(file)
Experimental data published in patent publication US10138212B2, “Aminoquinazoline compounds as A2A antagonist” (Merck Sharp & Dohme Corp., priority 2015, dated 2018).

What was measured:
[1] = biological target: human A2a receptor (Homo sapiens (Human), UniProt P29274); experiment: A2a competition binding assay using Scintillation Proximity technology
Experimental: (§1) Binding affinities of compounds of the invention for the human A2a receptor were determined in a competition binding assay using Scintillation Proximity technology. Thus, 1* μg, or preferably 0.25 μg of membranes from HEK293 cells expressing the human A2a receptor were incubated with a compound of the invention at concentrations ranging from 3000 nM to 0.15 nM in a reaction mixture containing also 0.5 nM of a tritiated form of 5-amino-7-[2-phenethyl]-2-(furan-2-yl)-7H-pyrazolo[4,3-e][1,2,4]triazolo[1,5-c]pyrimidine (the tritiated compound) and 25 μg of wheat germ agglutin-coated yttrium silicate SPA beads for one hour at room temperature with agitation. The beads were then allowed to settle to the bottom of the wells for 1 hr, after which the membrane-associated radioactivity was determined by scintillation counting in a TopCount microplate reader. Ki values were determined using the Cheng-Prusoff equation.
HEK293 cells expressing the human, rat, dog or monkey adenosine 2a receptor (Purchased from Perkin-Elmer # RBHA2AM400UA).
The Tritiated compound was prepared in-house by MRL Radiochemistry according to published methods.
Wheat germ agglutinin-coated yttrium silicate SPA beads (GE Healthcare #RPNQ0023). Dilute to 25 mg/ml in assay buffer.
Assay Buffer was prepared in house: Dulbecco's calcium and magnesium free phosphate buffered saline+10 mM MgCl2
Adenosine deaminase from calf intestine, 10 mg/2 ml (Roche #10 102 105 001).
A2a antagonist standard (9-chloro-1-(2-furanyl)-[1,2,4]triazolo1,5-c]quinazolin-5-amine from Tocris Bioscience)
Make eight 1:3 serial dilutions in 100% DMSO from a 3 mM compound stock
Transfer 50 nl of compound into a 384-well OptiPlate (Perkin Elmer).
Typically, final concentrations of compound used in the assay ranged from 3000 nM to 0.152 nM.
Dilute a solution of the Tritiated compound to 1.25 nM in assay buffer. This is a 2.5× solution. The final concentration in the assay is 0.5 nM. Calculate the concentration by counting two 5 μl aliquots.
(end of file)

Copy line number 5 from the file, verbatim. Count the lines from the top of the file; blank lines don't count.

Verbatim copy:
HEK293 cells expressing the human, rat, dog or monkey adenosine 2a receptor (Purchased from Perkin-Elmer # RBHA2AM400UA).